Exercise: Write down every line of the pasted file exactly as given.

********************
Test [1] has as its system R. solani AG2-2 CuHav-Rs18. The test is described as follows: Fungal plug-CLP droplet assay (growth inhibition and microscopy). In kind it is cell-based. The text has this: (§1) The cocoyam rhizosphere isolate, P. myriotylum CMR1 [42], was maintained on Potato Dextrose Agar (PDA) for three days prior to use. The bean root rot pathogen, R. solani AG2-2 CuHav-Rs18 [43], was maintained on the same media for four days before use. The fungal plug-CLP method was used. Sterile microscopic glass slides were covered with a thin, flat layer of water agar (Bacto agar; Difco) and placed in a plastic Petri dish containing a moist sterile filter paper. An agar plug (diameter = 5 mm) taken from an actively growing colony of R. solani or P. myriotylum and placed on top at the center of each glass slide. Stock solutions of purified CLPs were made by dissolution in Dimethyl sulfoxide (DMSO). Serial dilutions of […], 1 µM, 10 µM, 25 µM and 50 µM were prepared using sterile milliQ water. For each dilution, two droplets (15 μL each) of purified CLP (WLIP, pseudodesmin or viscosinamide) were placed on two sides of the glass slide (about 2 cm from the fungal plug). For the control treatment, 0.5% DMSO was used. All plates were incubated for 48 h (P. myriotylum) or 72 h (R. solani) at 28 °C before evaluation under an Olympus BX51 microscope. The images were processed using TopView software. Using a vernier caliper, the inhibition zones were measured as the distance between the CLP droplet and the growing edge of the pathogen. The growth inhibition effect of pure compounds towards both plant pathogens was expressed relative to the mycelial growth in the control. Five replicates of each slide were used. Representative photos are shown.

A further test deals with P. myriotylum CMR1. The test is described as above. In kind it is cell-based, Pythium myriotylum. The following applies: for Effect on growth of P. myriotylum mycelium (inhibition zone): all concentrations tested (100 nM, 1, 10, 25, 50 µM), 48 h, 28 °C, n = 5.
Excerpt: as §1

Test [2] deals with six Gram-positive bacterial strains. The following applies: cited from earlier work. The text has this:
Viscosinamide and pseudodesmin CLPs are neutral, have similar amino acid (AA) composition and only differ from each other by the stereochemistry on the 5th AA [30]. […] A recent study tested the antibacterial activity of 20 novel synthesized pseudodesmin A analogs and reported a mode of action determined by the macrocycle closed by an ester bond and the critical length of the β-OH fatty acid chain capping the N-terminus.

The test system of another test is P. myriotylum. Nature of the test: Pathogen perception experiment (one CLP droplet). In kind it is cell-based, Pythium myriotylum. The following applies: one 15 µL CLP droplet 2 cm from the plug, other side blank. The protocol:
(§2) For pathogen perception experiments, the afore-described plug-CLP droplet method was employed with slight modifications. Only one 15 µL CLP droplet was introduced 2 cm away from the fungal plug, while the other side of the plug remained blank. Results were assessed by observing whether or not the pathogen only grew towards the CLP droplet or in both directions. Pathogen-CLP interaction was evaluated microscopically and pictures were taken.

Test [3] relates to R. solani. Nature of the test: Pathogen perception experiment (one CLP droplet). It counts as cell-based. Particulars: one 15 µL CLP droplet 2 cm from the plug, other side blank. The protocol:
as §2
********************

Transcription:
Test [1] has as its system R. solani AG2-2 CuHav-Rs18. The test is described as follows: Fungal plug-CLP droplet assay (growth inhibition and microscopy). In kind it is cell-based. The text has this: (§1) The cocoyam rhizosphere isolate, P. myriotylum CMR1 [42], was maintained on Potato Dextrose Agar (PDA) for three days prior to use. The bean root rot pathogen, R. solani AG2-2 CuHav-Rs18 [43], was maintained on the same media for four days before use. The fungal plug-CLP method was used. Sterile microscopic glass slides were covered with a thin, flat layer of water agar (Bacto agar; Difco) and placed in a plastic Petri dish containing a moist sterile filter paper. An agar plug (diameter = 5 mm) taken from an actively growing colony of R. solani or P. myriotylum and placed on top at the center of each glass slide. Stock solutions of purified CLPs were made by dissolution in Dimethyl sulfoxide (DMSO). Serial dilutions of […], 1 µM, 10 µM, 25 µM and 50 µM were prepared using sterile milliQ water. For each dilution, two droplets (15 μL each) of purified CLP (WLIP, pseudodesmin or viscosinamide) were placed on two sides of the glass slide (about 2 cm from the fungal plug). For the control treatment, 0.5% DMSO was used. All plates were incubated for 48 h (P. myriotylum) or 72 h (R. solani) at 28 °C before evaluation under an Olympus BX51 microscope. The images were processed using TopView software. Using a vernier caliper, the inhibition zones were measured as the distance between the CLP droplet and the growing edge of the pathogen. The growth inhibition effect of pure compounds towards both plant pathogens was expressed relative to the mycelial growth in the control. Five replicates of each slide were used. Representative photos are shown.

A further test deals with P. myriotylum CMR1. The test is described as above. In kind it is cell-based, Pythium myriotylum. The following applies: for Effect on growth of P. myriotylum mycelium (inhibition zone): all concentrations tested (100 nM, 1, 10, 25, 50 µM), 48 h, 28 °C, n = 5.
Excerpt: as §1

Test [2] deals with six Gram-positive bacterial strains. The following applies: cited from earlier work. The text has this:
Viscosinamide and pseudodesmin CLPs are neutral, have similar amino acid (AA) composition and only differ from each other by the stereochemistry on the 5th AA [30]. […] A recent study tested the antibacterial activity of 20 novel synthesized pseudodesmin A analogs and reported a mode of action determined by the macrocycle closed by an ester bond and the critical length of the β-OH fatty acid chain capping the N-terminus.

The test system of another test is P. myriotylum. Nature of the test: Pathogen perception experiment (one CLP droplet). In kind it is cell-based, Pythium myriotylum. The following applies: one 15 µL CLP droplet 2 cm from the plug, other side blank. The protocol:
(§2) For pathogen perception experiments, the afore-described plug-CLP droplet method was employed with slight modifications. Only one 15 µL CLP droplet was introduced 2 cm away from the fungal plug, while the other side of the plug remained blank. Results were assessed by observing whether or not the pathogen only grew towards the CLP droplet or in both directions. Pathogen-CLP interaction was evaluated microscopically and pictures were taken.

Test [3] relates to R. solani. Nature of the test: Pathogen perception experiment (one CLP droplet). It counts as cell-based. Particulars: one 15 µL CLP droplet 2 cm from the plug, other side blank. The protocol:
as §2